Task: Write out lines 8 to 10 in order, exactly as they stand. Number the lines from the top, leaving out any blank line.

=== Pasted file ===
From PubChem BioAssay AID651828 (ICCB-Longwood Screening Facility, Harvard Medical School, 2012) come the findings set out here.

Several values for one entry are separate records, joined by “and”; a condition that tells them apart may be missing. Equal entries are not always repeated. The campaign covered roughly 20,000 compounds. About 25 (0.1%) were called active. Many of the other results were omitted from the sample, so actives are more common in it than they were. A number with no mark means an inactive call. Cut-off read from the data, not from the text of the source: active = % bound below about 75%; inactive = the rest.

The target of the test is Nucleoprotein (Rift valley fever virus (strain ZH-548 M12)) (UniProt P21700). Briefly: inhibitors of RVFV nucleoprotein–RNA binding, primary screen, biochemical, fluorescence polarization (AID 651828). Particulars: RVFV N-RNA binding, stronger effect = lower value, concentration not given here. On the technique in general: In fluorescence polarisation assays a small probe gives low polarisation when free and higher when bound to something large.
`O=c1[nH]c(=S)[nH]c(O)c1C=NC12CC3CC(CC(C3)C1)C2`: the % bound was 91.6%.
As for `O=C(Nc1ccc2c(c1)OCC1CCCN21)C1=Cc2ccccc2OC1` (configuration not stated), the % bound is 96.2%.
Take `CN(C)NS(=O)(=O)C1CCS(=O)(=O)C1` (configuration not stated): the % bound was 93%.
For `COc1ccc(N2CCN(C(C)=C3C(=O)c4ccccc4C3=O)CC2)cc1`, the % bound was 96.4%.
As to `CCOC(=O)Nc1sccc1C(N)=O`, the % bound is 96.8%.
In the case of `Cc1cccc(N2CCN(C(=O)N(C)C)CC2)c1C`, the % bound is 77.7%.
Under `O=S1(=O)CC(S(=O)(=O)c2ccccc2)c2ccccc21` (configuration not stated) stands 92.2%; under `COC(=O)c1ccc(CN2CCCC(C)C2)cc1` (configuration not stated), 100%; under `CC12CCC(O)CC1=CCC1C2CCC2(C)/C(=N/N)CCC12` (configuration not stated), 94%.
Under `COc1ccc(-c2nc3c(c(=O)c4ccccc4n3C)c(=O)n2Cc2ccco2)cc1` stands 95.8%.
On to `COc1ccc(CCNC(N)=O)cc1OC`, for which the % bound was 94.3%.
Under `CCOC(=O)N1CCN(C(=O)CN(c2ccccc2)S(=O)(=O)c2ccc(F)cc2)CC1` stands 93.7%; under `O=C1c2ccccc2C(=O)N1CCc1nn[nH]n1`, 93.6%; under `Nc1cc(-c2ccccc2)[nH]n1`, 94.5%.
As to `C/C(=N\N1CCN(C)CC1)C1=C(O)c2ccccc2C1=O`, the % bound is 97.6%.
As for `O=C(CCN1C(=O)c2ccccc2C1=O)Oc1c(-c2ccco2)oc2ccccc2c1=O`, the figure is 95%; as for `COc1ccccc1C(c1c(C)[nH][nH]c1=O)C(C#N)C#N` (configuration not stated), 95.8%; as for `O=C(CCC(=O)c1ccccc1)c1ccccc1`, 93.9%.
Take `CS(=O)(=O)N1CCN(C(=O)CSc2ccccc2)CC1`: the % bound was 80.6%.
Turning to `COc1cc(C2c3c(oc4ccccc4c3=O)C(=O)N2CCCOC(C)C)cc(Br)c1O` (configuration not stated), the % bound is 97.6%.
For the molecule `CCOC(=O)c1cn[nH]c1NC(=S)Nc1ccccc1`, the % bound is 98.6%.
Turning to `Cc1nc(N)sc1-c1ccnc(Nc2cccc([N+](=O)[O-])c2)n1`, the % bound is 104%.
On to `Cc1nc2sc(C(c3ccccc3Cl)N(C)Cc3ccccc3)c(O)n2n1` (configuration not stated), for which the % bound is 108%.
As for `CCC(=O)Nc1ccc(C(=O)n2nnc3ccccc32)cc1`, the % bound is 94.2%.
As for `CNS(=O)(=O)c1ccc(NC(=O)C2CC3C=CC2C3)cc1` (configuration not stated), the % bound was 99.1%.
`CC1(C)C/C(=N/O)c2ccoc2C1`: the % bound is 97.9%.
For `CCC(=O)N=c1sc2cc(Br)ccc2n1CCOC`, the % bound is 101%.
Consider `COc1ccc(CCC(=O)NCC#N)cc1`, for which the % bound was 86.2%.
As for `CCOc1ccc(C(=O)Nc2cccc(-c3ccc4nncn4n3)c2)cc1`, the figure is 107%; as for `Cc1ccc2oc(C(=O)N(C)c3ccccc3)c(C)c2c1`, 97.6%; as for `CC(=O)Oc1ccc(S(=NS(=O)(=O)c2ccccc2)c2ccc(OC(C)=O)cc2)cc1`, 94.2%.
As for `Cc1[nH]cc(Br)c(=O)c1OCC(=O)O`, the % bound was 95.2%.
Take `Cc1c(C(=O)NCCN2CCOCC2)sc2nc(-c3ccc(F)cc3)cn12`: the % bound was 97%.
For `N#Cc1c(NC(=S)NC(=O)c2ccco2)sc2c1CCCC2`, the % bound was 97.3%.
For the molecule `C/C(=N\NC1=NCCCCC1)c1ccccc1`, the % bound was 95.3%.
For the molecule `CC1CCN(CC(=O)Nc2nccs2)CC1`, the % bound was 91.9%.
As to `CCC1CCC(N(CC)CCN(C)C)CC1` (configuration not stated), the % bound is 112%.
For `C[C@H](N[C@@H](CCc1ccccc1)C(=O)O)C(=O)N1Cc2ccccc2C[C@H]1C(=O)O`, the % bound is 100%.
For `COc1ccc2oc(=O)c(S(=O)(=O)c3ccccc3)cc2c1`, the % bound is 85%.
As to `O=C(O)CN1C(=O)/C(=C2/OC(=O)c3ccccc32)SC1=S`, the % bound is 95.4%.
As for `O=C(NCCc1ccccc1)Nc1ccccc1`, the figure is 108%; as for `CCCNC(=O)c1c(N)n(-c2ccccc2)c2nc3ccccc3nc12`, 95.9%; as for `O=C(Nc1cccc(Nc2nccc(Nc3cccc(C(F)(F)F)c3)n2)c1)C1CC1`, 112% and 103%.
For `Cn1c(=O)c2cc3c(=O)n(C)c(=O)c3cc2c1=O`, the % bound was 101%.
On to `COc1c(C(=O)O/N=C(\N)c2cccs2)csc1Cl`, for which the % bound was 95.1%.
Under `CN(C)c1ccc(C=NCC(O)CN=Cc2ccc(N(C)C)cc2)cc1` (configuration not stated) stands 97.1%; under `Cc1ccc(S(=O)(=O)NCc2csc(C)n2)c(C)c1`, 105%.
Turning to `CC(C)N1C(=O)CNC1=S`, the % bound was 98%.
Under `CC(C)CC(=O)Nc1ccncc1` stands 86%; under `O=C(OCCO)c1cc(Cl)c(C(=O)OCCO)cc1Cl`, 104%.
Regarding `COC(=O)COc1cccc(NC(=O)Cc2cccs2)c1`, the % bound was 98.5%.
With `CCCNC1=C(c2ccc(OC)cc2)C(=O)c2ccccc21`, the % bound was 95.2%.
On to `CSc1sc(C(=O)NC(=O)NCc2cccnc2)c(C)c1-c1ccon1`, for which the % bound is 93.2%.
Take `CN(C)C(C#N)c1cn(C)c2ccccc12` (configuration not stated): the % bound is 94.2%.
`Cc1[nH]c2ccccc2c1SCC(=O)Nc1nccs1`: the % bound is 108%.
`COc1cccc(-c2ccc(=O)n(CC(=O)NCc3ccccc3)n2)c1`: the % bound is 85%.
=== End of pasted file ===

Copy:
As to `CCOC(=O)Nc1sccc1C(N)=O`, the % bound is 96.8%.
In the case of `Cc1cccc(N2CCN(C(=O)N(C)C)CC2)c1C`, the % bound is 77.7%.
Under `O=S1(=O)CC(S(=O)(=O)c2ccccc2)c2ccccc21` (configuration not stated) stands 92.2%; under `COC(=O)c1ccc(CN2CCCC(C)C2)cc1` (configuration not stated), 100%; under `CC12CCC(O)CC1=CCC1C2CCC2(C)/C(=N/N)CCC12` (configuration not stated), 94%.